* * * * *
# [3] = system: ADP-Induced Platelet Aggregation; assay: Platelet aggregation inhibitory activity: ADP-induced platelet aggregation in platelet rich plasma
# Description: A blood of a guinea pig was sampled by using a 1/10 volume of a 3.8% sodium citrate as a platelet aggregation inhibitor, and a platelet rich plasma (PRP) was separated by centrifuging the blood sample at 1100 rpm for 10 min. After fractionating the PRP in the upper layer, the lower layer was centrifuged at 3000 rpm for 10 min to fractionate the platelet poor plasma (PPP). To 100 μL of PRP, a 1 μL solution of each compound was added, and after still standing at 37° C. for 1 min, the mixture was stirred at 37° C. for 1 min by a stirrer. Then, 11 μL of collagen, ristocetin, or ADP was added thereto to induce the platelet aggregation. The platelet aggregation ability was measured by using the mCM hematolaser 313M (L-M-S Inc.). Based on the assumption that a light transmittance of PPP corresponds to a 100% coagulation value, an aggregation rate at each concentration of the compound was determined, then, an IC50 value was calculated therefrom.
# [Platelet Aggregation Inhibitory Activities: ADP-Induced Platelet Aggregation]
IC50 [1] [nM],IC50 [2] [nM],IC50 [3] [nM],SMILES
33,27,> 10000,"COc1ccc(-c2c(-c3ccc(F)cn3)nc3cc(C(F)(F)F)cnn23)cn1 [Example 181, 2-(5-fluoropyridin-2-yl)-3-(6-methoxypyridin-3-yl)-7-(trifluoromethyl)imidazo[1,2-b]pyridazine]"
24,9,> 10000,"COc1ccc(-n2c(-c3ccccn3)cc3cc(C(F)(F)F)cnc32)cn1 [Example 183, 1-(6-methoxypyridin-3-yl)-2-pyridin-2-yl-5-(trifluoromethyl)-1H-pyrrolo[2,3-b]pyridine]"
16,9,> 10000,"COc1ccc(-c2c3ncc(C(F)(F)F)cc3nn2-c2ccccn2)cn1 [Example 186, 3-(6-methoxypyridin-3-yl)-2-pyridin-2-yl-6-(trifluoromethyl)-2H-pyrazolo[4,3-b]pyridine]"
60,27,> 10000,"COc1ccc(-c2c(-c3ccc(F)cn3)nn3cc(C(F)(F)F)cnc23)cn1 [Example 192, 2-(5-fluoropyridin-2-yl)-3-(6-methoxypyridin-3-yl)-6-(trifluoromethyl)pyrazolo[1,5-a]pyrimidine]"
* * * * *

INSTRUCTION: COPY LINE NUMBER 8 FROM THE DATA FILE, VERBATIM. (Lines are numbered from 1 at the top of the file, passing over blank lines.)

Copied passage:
60,27,> 10000,"COc1ccc(-c2c(-c3ccc(F)cn3)nn3cc(C(F)(F)F)cnc23)cn1 [Example 192, 2-(5-fluoropyridin-2-yl)-3-(6-methoxypyridin-3-yl)-6-(trifluoromethyl)pyrazolo[1,5-a]pyrimidine]"